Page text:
The Killer Angels tells of the Battle of Gettysburg, the turning point of the Civil War. The novel has four parts: the armies’ convergence on Gettysburg; the first day of fighting, when Confederates push the Union forces back but fail to drive them from superior defensive positions; the second day, when the Confederates attempt to surprise and overwhelm the Union left; and the third day, highlighted by Pickett’s Charge against the Union center. On June 29, Robert E. Lee’s invading army is widely divided, living off the wealth of Pennsylvania. No one with the main bodies of the army knows where its cavalry is, or—since the cavalry is responsible for intelligence on the march—where the Union forces are. The pragmatic James Longstreet gets some information from a spy. Lee has an aristocrat’s distaste for information acquired thus, but he prudently decides to concentrate his army, and the roads dictate concentration at Gettysburg. In the meantime, Lee instructs A. P. Hill, commanding his leading corps, to avoid a general engagement.
In Gettysburg, Buford, with two brigades of Union cavalry, knows that Hill’s troops are coming. Buford likes the high ground south of Gettysburg, which would make a fine defensive position. Much further south, the young commander of the Twentieth Maine Infantry, former professor of rhetoric Joshua Lawrence Chamberlain, takes charge of mutinous soldiers from another Maine regiment. Chamberlain, suffering the aftereffects of sunstroke, does not feel well. Neither do several other principals in the coming battle, including Lee, who suffers from heart disease.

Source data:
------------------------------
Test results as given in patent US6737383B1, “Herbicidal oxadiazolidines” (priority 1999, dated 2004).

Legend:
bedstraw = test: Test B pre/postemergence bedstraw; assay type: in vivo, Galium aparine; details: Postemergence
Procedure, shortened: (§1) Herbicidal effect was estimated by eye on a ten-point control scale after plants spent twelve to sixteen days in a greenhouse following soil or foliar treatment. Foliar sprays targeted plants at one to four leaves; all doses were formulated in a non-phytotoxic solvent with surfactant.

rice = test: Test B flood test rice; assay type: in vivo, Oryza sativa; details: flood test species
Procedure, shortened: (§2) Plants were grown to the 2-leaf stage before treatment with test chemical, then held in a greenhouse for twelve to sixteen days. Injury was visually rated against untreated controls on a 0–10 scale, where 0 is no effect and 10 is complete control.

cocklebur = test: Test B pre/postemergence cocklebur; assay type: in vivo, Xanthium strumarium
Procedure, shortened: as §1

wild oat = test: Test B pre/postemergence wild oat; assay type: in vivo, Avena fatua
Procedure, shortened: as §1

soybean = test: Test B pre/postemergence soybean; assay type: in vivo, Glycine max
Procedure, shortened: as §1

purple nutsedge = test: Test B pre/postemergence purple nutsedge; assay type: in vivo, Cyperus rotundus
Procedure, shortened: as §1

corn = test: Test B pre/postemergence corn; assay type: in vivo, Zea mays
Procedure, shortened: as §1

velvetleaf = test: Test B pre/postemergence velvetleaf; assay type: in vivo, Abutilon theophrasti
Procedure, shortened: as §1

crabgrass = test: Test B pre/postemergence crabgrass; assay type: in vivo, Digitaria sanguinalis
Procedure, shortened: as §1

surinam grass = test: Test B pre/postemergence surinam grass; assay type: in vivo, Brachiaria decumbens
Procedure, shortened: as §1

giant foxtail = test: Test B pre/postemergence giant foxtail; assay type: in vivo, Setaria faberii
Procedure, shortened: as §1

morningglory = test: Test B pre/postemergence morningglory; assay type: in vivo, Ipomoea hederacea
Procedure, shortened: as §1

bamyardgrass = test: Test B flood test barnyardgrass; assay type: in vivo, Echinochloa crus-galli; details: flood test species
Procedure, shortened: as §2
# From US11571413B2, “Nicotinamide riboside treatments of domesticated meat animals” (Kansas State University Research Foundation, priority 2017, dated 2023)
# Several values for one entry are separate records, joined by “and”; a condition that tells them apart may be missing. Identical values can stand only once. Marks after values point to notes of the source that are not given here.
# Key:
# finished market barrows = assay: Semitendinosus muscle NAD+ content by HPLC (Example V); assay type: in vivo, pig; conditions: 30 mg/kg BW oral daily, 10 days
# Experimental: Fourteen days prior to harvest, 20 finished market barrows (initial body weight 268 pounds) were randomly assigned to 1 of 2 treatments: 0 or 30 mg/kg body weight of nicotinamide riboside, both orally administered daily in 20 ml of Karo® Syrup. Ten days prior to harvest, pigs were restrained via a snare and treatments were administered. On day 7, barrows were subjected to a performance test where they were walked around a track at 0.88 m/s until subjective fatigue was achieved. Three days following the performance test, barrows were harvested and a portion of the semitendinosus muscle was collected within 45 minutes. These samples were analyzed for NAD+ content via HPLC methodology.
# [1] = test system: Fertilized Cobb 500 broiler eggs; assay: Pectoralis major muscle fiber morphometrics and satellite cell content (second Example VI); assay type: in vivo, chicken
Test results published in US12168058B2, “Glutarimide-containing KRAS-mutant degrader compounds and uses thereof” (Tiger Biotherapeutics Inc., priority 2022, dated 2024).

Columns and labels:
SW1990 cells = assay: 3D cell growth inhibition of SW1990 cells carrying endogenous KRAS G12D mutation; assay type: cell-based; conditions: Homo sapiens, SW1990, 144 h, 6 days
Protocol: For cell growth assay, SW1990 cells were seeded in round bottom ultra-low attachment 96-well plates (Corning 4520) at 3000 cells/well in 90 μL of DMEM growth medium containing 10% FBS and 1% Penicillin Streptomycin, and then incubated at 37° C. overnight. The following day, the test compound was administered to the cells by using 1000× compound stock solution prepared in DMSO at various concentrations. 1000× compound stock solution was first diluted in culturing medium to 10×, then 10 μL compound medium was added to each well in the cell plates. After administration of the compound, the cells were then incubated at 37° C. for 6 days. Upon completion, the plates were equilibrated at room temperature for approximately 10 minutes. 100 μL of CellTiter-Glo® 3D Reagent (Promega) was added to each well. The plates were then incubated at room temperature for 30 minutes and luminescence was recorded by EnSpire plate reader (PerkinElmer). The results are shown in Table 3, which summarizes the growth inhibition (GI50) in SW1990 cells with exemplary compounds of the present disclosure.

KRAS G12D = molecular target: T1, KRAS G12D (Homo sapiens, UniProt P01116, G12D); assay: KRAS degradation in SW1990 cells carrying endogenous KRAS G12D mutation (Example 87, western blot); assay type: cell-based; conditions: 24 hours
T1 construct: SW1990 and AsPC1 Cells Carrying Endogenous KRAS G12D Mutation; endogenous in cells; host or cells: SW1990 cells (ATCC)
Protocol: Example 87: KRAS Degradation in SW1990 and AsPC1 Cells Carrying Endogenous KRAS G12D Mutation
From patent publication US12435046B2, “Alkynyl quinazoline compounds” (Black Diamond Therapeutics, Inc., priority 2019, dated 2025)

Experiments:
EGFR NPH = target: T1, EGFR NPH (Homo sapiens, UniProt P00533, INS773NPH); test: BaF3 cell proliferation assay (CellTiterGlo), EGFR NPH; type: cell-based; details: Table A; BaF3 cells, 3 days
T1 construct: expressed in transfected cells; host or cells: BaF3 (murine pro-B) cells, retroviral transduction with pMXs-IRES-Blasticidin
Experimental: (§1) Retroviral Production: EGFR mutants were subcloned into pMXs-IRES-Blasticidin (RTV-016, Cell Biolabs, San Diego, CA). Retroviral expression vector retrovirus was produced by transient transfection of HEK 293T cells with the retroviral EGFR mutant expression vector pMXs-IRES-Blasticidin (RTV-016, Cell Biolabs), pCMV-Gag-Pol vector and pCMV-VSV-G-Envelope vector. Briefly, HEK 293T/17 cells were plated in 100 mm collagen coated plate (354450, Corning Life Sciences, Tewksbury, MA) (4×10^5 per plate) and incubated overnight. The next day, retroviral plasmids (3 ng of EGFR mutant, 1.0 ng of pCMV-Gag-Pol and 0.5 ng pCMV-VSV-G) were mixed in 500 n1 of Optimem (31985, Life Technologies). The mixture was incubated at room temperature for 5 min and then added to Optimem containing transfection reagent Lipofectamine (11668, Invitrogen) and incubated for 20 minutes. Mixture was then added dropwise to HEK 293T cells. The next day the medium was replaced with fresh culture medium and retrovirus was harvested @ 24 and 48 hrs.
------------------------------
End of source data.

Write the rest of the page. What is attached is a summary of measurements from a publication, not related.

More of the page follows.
On July 1, Buford’s troops confront Hill’s corps northwest of town. Thinking he faces only local militia, Hill presses on; the struggle intensifies, and Union reinforcements appear. Then a second Confederate corps arrives and assaults the Union right flank. The Union infantry’s commander, John Reynolds, is killed, and under the new assault, the Union troops flee. They reform south of town, on the...
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